Candidiasis of the Mouth (Thrush)
- Usually occurs with CD4 cell counts below 300, but can also occur at higher CD4 counts
- Symptoms include whitish coating of the tongue and/or the inside of the cheeks
- May affect appetite and make food taste funny
- More likely to occur in diabetics (people with high blood sugar) and when steroid medications, such as prednisone or certain asthma inhalants, are taken
- Because sugar is food for Candida and helps it grow, limiting how much sugar you eat can help prevent thrush. Sugars are found in foods such as candies and sweets, soft drinks, fruit juices, and maple syrup. Read food labels to help you limit other forms of sugar, including corn syrup, fructose, and glucose.
- Eating yogurt or drinking kefir (a cultured milk beverage) with active, live bacterial cultures such as acidophilus can help prevent thrush. These "friendly" or "good" bacteria can help control the growth of Candida.
- Local treatment with clotrimazole lozenges (pills that dissolve in your mouth)
- Oral (taken by mouth) anti-fungal medications that work throughout the body
- Medicated anti-fungal mouthwash that you swish around your mouth and swallow
- In severe cases, IV medicines (infusions) are used
- Alternative treatments (use along with medications above):
- Saltwater rinse using 1/2 teaspoon salt in 1 cup warm water
- Placing lemon juice in the mouth several times a day
Candidiasis of the Esophagus (Esophageal Candidiasis)
- Usually occurs at very low CD4 cell counts (less than 100)
- Is an AIDS-defining opportunistic infection
- Major symptom is painful swallowing or feeling like food is sticking in your throat or chest
- Often diagnosed by taking your history and a clinical exam, can be confirmed by gastrointestinal endoscopy (a lighted tube inserted through your mouth into your food pipe) or by swallowing a white, chalky substance called barium that can then be seen on an x-ray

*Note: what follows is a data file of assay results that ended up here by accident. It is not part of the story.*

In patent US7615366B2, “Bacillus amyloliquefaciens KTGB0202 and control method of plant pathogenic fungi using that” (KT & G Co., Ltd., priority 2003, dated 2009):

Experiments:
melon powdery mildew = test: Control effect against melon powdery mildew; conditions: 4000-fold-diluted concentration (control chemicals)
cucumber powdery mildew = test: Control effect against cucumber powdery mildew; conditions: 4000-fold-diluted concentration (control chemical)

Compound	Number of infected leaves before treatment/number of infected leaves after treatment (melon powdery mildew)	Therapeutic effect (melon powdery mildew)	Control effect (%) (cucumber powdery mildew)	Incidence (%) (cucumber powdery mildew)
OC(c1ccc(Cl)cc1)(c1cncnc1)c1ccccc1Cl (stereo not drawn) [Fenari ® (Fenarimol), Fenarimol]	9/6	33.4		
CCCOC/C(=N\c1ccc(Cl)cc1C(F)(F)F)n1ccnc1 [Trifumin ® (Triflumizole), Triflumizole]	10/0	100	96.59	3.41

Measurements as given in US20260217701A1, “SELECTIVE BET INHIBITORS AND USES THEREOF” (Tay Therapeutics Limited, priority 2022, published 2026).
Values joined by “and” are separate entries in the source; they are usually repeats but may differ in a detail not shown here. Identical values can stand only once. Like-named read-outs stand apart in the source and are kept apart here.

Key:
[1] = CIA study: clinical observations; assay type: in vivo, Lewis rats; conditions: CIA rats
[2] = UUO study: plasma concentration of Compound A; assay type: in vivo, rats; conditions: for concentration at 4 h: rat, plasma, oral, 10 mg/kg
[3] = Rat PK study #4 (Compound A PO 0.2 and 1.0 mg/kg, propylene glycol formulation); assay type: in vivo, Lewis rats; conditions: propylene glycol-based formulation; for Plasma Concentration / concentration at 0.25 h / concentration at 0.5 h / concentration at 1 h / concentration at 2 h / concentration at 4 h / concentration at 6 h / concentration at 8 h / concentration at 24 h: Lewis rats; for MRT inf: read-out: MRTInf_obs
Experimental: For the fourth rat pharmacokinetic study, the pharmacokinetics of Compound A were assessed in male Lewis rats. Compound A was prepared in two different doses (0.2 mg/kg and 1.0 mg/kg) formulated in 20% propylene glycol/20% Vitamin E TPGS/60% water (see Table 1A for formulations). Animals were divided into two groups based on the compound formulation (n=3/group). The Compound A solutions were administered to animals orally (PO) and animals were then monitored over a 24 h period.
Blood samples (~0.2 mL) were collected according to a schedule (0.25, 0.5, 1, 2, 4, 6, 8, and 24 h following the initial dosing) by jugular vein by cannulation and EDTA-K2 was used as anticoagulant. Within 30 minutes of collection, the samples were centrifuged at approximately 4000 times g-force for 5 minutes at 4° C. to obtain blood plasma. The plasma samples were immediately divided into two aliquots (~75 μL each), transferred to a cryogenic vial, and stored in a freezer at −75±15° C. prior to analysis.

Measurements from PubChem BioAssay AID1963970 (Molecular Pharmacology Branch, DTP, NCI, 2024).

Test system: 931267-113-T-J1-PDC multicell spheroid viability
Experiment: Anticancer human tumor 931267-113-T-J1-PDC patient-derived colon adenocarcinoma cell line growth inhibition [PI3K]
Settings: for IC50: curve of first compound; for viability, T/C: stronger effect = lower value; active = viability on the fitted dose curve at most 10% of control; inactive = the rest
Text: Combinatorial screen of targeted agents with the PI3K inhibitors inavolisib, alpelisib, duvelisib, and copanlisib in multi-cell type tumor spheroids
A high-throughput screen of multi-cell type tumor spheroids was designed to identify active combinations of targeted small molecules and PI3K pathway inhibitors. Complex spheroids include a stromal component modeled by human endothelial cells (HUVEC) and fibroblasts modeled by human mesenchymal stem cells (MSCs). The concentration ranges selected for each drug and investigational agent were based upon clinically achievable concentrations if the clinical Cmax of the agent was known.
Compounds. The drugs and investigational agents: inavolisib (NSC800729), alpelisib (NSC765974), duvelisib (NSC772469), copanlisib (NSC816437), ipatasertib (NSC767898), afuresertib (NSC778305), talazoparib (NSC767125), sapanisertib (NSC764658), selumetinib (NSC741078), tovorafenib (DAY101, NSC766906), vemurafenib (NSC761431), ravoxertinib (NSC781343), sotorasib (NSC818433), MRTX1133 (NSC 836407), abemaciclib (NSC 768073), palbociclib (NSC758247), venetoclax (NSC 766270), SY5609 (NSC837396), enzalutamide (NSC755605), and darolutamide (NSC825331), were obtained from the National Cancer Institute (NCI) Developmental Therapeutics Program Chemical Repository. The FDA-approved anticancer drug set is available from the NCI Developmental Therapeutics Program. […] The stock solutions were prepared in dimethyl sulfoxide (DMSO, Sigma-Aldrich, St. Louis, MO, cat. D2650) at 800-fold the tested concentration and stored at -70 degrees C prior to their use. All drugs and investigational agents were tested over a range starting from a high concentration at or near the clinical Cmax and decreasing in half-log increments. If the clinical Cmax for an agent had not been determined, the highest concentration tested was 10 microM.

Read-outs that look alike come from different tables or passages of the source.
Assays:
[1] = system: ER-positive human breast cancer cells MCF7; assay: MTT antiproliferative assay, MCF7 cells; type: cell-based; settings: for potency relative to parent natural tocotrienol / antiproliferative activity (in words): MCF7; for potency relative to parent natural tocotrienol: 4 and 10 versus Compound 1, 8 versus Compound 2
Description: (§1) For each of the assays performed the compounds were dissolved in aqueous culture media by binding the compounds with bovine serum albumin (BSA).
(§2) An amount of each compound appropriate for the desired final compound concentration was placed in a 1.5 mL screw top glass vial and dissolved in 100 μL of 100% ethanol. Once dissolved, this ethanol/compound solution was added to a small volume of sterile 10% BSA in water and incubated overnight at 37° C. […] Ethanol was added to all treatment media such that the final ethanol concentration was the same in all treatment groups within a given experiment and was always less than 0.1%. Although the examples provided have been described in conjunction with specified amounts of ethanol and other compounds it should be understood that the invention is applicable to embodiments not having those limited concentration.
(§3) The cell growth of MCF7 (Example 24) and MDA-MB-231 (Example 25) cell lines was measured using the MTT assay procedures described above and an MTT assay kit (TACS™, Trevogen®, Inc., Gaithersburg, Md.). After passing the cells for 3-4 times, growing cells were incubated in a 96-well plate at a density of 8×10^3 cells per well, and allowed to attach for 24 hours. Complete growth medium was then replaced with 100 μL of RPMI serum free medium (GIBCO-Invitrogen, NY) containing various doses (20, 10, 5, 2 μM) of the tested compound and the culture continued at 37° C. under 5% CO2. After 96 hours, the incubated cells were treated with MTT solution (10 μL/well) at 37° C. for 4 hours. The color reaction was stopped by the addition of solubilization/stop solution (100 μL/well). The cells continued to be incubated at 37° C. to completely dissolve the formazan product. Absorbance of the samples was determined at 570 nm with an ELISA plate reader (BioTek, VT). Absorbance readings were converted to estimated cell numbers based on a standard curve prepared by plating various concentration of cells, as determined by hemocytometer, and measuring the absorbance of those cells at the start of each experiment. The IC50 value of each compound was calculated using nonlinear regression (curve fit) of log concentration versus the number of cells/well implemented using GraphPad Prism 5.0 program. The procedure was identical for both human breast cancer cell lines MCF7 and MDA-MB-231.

- Possible in anyone who has thrush and a low CD4 cell count, but can occur even when no thrush can be seen in the mouth
- Oral anti-fungal medications; fluconazole is most commonly used
- Intravenous anti-fungal medicines can be used if it is severe or if you are unable to swallow
The fungus Cryptococcus neoformans is very common. It is found in soil and bird droppings (bird poop). While most people have been exposed to this fungus, their immune systems prevent Cryptococcus from causing disease.
In people with weakened immune systems, especially people living with HIV who have fewer than 100 CD4 cells, Cryptococcus can cause a serious infection called meningitis – an inflammation or swelling of the lining of the spinal cord and brain. If it is not treated quickly and correctly, cryptococcal meningitis can cause coma or death. It can also cause infections in the lungs and throughout the body.
- Vision problems
- Stiff neck
- Skin lesions (sores)
It is very important to let your health care provider know if you experience any of these symptoms.
- Spinal tap (small needle inserted between bones in the back) to gather and test a small sample of the fluid that surrounds the brain and spine
- Blood tests may show a high level of cryptococcal antigen, or the yeast may be grown in culture
- In most cases, a two-week regimen of intravenous amphotericin B (an infusion) and 5-flucytosine (a pill taken by mouth) is used